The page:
Zimbabwe dollar stabilizes against US dollar

HARARE – The Zimbabwe dollar will this week trade largely unchanged against the US dollar at $84,76 from $83,72 last week following yesterday’s Reserve Bank of Zimbabwe (RBZ) foreign currency auction, as use of hard currency accessed from the auction system is expected to be more efficient following last week’s promulgation of Statutory Instrument 127 of 2021.

All accepted bids were fully allotted, with the big companies being allotted the bulk of the foreign currency at US$32,5 million, while SMEs took up US$5,9 million.

Yesterday’s total allotments amounted to US$38,5 million.

The RBZ is still the sole supplier of the hard currency on the auction platform.

The total number of bids on the auction platform continued to tick upwards, rising to a record high of 739.

670 bids were allotted.

This week the highest bid on the SMEs platform was $90, while that on the main auction was lower at $89. The lowest rate allotted on both platforms was $82.

Foreign currency disbursements to industries saw raw materials accounting for the bulk of allotments at US$14,68 million on the main auction and US$1,54 on the SMEs section.

Machinery and equipment came in second with US$5,7 million on the main and US$1,2 million on the SMEs section. Some consumables came in third on the main auction at US$2,5 million; but on the SMEs section, consumables took up US$1,3 million.

The foreign currency auction system has brought about pricing stability, and both the fiscal and monetary authorities have maintained a tight leash on money supply growth.

Over the weekend, the central bank announced that businesses had two weeks to become fully compliant with new foreign currency regulations.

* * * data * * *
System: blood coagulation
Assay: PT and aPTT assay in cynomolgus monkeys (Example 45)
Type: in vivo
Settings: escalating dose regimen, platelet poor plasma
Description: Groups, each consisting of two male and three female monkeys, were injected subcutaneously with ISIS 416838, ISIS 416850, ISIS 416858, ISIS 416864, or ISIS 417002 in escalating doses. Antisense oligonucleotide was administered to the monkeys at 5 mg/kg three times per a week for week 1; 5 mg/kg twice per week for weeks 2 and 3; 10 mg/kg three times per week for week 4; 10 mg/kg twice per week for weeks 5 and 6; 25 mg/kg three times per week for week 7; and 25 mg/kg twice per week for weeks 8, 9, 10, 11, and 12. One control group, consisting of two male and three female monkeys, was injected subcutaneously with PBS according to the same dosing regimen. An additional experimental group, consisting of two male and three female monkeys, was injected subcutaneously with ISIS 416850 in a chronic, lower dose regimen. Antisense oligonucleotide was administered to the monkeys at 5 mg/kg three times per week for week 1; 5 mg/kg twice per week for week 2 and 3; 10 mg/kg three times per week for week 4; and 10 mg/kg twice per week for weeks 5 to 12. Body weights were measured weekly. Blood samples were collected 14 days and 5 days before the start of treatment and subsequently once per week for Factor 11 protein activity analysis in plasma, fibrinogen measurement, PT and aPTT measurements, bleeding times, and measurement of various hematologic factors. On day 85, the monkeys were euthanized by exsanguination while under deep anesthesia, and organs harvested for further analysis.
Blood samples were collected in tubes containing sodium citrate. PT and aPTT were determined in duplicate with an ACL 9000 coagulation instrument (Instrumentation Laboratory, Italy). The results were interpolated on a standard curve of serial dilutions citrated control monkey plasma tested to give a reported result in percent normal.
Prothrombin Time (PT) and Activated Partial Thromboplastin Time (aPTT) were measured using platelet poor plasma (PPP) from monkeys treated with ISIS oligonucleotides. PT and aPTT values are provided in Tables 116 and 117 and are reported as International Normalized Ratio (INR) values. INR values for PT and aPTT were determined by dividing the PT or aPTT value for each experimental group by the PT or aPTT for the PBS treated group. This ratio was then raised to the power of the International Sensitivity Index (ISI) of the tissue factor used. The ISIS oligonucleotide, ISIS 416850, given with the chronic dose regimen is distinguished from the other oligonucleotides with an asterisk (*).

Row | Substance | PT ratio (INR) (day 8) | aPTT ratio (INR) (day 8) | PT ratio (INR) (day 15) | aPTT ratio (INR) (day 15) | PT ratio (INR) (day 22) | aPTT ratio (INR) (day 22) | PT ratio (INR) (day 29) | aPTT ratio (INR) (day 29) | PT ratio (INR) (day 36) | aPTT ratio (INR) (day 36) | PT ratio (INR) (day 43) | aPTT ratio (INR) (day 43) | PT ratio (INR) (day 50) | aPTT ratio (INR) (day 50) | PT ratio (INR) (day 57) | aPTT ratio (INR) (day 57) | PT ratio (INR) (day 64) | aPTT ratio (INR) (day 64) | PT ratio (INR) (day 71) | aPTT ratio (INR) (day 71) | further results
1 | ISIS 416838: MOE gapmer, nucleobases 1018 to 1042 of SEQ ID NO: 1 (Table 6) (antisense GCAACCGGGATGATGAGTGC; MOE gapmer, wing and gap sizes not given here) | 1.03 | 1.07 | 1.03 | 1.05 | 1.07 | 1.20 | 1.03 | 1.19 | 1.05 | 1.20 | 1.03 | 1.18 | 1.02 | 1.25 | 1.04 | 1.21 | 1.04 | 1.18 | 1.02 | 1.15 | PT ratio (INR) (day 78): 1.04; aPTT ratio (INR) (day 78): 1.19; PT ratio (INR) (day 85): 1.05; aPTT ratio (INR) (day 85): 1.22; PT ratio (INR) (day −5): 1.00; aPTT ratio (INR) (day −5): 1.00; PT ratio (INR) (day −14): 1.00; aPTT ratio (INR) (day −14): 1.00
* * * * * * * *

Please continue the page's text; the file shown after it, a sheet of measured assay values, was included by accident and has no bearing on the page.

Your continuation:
The new regulations, contained in Statutory Instrument 127 of 2021, seek to ensure effective usage of foreign currency obtained through the central bank’s foreign currency auction system.

“Businesses have been given two weeks to regularise their systems so that they can comply with the SI on the receipting of goods and services in either foreign currency or local currency.

“The SI is an essential means of enforcing compliance which is necessary for continued stability.”

The regulations contained in SI-127 of 2021 seek to address businesses’ pricing of goods and services only in forex, which is not in line with the prevailing multicurrency environment; Issuing a local currency receipt for a foreign currency purchase, and use of foreign currency acquired through the central bank’s auction system.

In terms of the new regulations, companies face a fine of up to $1 million (approximately US$11 800) or an amount equivalent to the value of the foreign currency obtained will be imposed for misuse of foreign currency obtained from the Reserve Bank of Zimbabwe’s foreign currency auction system.

And both businesses and individuals will also be liable for a penalty of $50 000 if they refuse to accept payment in local currency at the prevailing official exchange rate, or if they charge above the official rate. – Herald

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